Although of Korean ethnicity, Dumbfoundead, or currenly known as Parker, grew up in Koreatown in Los Angeles, so it’s apparent that his style was largely influenced and shaped by the West Coast. It has the grit, the punch, the ego, and the culture written all over it.
Ritto was recently featured on The FADER, citing that his hometown, Okinawa, Japan, isn’t exactly a thriving paradise for rap music. His songs are mainly in Japanese, but as I’ve watched a couple of his videos on YouTube, the production and the ‘vibe’ is there. Maybe it needs a little more of something in it – whatever it is – but his music cannot be easily dismissed.
‘Detroit vs. Everybody’ – Eminem, Royce Da 5’9″, Big Sean, Danny Brown, Dej Loaf, Trick Trick
I can’t help but notice that Big Sean is one tone register similar to Eminem. Danny Brown’s voice is unmistakable as usual. These Detroit natives gave me goosebumps. Just imagine if everyone did the same for their cities: Atlanta, Brooklyn, Chicago, and Los Angeles, among others. That would be swell.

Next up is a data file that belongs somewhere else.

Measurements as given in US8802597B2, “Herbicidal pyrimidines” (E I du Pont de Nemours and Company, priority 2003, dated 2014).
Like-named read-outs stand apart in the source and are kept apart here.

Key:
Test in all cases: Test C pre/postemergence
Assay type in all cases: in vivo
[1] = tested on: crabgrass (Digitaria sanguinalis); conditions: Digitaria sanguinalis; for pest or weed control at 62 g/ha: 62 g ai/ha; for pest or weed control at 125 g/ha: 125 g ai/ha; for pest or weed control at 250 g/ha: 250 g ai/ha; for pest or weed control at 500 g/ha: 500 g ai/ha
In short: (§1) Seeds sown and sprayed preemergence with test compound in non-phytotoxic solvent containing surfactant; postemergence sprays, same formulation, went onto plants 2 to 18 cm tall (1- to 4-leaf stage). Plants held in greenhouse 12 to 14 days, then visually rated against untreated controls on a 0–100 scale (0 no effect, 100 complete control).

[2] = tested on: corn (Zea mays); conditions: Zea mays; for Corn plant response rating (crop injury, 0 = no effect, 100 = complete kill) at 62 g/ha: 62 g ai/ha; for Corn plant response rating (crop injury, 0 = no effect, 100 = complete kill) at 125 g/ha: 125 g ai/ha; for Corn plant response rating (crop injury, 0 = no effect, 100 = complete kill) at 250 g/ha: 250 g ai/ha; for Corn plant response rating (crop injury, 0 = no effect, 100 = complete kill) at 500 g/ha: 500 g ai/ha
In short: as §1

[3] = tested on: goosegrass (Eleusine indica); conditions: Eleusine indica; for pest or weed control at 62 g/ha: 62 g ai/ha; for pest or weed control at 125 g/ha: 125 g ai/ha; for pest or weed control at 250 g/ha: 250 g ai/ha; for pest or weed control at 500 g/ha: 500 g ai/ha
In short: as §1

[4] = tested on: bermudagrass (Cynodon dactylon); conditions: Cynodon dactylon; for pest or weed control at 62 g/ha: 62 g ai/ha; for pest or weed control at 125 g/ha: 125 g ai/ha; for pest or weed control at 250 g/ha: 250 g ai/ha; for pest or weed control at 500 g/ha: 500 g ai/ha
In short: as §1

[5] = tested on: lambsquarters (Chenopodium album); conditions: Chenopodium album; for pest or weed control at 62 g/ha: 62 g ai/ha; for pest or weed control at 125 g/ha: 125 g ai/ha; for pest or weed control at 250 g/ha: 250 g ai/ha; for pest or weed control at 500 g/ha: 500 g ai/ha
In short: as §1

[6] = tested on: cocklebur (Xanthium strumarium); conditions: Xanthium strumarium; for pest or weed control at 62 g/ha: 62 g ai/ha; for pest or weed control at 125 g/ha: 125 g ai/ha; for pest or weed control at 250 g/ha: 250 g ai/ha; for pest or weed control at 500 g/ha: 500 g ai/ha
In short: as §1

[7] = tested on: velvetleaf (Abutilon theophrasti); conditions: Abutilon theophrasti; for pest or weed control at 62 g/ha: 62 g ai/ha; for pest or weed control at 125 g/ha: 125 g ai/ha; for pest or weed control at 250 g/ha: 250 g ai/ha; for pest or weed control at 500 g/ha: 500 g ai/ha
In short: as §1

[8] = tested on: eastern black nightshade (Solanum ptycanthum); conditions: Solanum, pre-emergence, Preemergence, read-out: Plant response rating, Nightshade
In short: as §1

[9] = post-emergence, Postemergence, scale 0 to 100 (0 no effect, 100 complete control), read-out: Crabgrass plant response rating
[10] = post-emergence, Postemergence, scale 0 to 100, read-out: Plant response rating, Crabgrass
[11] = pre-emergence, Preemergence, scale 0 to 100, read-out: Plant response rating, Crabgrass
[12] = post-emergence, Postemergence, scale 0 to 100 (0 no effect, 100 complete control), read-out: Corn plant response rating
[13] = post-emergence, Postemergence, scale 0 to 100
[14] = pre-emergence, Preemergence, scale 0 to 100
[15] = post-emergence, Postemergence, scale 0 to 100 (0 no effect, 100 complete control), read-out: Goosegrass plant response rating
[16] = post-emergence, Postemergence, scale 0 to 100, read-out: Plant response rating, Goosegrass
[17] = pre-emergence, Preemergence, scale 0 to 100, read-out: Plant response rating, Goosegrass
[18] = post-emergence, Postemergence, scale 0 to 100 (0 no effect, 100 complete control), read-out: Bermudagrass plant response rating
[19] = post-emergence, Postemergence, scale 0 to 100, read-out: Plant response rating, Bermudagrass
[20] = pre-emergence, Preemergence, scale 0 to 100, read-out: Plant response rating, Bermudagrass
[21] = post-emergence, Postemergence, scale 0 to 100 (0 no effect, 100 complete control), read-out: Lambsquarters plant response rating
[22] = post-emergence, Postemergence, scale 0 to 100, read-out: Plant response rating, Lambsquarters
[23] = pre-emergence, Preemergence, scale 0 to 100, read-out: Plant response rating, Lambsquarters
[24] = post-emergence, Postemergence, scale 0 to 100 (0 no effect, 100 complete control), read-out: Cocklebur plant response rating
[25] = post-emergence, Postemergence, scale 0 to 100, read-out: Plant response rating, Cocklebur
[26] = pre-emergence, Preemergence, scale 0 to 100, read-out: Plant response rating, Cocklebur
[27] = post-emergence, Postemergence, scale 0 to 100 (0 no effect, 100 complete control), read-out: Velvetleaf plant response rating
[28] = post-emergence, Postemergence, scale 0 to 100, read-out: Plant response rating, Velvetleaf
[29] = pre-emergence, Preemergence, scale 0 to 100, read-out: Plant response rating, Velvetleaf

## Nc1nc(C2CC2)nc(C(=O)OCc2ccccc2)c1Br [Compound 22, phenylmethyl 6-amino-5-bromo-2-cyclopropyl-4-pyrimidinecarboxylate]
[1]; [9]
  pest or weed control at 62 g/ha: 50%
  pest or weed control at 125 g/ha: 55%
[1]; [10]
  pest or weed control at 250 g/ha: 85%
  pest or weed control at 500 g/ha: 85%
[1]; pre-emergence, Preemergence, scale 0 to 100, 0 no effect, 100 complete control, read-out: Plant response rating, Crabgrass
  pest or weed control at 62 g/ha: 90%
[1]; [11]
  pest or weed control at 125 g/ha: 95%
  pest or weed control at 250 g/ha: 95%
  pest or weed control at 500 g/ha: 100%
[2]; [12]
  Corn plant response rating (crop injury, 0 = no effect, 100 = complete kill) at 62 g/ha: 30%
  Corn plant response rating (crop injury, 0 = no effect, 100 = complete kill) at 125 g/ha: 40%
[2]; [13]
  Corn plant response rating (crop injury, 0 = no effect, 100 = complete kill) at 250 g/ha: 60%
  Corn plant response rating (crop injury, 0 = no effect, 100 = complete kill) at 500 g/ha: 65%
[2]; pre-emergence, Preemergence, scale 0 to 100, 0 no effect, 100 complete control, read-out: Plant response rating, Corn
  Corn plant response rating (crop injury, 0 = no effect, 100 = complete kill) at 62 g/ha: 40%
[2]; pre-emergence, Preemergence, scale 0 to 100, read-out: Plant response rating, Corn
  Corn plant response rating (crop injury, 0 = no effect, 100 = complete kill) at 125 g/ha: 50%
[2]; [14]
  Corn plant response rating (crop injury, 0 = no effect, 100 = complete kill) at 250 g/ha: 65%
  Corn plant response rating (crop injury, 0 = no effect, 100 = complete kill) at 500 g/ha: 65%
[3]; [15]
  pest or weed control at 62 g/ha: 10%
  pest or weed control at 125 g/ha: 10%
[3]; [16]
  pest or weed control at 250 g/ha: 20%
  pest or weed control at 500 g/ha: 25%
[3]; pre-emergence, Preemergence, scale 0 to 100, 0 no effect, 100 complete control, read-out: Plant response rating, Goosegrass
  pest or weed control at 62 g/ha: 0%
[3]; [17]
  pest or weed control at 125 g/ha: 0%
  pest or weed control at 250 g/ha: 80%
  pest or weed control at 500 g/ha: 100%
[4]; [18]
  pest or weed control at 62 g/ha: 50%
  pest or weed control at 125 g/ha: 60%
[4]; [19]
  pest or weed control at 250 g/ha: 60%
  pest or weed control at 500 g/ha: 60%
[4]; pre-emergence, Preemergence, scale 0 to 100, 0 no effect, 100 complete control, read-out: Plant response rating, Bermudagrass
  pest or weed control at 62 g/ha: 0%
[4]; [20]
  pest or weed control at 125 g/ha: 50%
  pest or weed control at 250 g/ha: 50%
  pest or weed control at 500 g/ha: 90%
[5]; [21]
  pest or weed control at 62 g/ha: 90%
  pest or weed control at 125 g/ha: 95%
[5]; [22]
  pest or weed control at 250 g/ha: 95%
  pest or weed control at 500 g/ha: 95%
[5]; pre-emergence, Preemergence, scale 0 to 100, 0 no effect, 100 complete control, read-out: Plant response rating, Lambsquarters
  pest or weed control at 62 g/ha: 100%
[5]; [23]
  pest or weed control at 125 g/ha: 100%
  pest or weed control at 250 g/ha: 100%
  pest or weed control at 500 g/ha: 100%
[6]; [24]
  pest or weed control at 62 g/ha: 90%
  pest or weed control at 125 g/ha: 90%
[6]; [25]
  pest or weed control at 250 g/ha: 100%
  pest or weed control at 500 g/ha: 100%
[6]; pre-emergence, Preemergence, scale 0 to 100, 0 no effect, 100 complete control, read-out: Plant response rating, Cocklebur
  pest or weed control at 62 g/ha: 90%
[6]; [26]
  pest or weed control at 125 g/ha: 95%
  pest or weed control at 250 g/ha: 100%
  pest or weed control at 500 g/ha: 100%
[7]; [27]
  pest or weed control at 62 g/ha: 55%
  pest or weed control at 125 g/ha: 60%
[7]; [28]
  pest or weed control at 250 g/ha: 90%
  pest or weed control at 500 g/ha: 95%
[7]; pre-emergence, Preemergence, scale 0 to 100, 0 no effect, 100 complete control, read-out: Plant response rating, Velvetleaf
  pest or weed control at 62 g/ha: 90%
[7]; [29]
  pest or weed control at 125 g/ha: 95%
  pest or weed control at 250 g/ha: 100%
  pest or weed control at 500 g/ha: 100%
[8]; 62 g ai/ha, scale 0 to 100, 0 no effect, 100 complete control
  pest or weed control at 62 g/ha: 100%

‘Passionate’ – Jaden Smith
This song’s reportedly about Kylie Jenner, and while that fact does not interest me at all, I’m all over this kid and his sister. Speaking of which…
‘Interdimensional Tesseract’ – Willow Smith
You know, I still can’t believe how this young lady went from that kid who sang ‘Whip My Hair’ to a philosophy-touting teenager, along with his older brother. But I’m not complaining.
‘Telegraph Ave/Sober (cover)’ – Daniela Andrade